Acute Effects of Transcatheter Aortic Valve Replacement on Central Aortic Hemodynamics in Patients with Severe Aortic Stenosis

Michael Michail, Alun D. Hughes, Andrea Comella, James N. Cameron, Robert P. Gooley, Liam M. McCormick, Anthony Mathur, Kim H. Parker, Adam J. Brown, James D. Cameron

Research output: Contribution to journalArticleResearchpeer-review

2 Citations (Scopus)

Abstract

Severe aortic stenosis induces abnormalities in central aortic pressure, with consequent impaired organ and tissue perfusion. Relief of aortic stenosis by transcatheter aortic valve replacement (TAVR) is associated with both a short- and long-term hypertensive response. Counterintuitively, patients who are long-term normotensive post-TAVR have a worsened prognosis compared with patients with hypertension, yet the underlying mechanisms are not understood. We investigated immediate changes in invasively measured left ventricular and central aortic pressure post-TAVR in patients with severe aortic stenosis using aortic reservoir pressure, wave intensity analysis, and indices of aortic function. Fifty-four patients (mean age 83.6±6.2 years, 50.0% female) undergoing TAVR were included. We performed reservoir pressure and wave intensity analysis on invasively acquired pressure waveforms from the ascending aorta and left ventricle immediately pre- and post-TAVR. Following TAVR, there were increases in systolic, diastolic, mean, and pulse aortic pressures (all P<0.05). Post-TAVR reservoir pressure was unchanged (54.5±12.4 versus 56.6±14.0 mm Hg, P=0.30) whereas excess pressure increased 47% (29.0±10.9 versus 42.6±15.5 mm Hg, P<0.001). Wave intensity analysis (arbitrary units, au) demonstrated increased forward compression wave (64.9±35.5 versus 124.4±58.9, ×103 au, P<0.001), backward compression wave (11.6±5.5 versus 14.4±6.9, ×103 au, P=0.01) and forward expansion wave energies (43.2±27.3 versus 82.8±53.1, ×103 au, P<0.001). Subendocardial viability ratio improved with aortic function effectively unchanged post-TAVR. Increased central aortic pressure following TAVR relates to increased transmitted power and energy to the proximal aorta with increased excess pressure but unchanged reservoir pressure. These changes provide a potential mechanism for the improved prognosis associated with relative hypertension post-TAVR.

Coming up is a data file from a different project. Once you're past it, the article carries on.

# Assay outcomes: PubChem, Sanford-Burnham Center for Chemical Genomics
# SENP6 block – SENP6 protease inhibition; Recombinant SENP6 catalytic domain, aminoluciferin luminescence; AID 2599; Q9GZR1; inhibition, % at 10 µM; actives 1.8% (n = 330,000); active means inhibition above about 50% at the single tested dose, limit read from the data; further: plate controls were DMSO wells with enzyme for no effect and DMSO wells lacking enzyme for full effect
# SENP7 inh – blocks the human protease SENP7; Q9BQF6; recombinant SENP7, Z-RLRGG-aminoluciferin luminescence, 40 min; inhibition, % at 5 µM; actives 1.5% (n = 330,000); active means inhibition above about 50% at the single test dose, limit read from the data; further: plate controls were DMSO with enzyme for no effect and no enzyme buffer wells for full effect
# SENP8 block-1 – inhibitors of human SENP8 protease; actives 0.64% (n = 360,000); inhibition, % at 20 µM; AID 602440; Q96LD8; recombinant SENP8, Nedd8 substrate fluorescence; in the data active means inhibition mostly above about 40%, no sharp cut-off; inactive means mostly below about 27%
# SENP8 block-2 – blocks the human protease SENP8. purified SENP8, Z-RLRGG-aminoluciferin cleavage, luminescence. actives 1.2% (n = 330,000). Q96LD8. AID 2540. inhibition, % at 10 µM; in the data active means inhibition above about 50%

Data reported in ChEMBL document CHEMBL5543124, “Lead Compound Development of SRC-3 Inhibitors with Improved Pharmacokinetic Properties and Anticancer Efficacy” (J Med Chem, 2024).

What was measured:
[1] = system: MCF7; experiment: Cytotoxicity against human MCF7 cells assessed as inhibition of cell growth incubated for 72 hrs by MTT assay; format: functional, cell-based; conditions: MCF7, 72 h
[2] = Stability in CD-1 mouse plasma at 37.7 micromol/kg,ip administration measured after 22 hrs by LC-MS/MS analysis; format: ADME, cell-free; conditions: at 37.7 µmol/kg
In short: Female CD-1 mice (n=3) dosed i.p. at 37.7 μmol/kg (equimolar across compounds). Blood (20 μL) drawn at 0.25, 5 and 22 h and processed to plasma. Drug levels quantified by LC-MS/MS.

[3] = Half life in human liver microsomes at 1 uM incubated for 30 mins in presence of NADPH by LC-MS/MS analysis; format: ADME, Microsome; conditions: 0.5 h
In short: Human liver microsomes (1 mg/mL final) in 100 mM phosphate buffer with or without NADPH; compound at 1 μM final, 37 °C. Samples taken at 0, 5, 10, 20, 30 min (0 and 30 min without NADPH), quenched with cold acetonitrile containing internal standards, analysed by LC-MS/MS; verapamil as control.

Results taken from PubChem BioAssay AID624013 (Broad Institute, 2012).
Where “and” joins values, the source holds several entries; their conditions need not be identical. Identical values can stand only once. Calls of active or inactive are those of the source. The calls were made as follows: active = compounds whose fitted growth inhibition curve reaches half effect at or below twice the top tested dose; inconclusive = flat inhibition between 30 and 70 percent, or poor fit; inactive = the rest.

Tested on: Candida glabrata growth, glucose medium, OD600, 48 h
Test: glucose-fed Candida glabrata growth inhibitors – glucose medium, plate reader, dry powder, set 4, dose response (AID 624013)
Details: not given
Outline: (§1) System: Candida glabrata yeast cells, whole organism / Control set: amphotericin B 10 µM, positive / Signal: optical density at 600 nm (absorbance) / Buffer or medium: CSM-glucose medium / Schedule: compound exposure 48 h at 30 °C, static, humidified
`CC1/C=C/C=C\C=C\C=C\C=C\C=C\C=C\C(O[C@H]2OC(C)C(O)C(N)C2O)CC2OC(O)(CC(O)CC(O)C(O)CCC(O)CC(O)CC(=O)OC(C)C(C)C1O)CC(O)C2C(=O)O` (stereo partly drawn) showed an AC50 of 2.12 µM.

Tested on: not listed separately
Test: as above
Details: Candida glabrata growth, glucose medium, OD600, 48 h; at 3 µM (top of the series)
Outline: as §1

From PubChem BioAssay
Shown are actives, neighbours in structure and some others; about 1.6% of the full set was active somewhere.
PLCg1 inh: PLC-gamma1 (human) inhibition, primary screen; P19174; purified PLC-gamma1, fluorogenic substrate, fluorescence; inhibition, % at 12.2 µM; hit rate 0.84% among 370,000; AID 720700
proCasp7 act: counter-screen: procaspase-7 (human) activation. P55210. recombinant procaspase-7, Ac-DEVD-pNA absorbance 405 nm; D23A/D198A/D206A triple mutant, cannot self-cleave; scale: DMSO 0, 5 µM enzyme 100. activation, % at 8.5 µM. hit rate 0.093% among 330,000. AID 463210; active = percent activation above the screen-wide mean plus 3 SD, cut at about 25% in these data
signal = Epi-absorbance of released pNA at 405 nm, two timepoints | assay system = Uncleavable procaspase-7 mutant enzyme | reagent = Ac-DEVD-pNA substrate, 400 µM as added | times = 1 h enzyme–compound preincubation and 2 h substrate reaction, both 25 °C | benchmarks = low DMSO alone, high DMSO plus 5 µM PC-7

Original languageEnglish
Pages (from-to)1557-1564
Number of pages8
JournalHypertension
Volume75
Issue number6
DOIs
Publication statusPublished - Jun 2020

Keywords

  • blood pressure
  • perfusion
  • prognosis
  • stenosis
  • transcatheter aortic valve replacement

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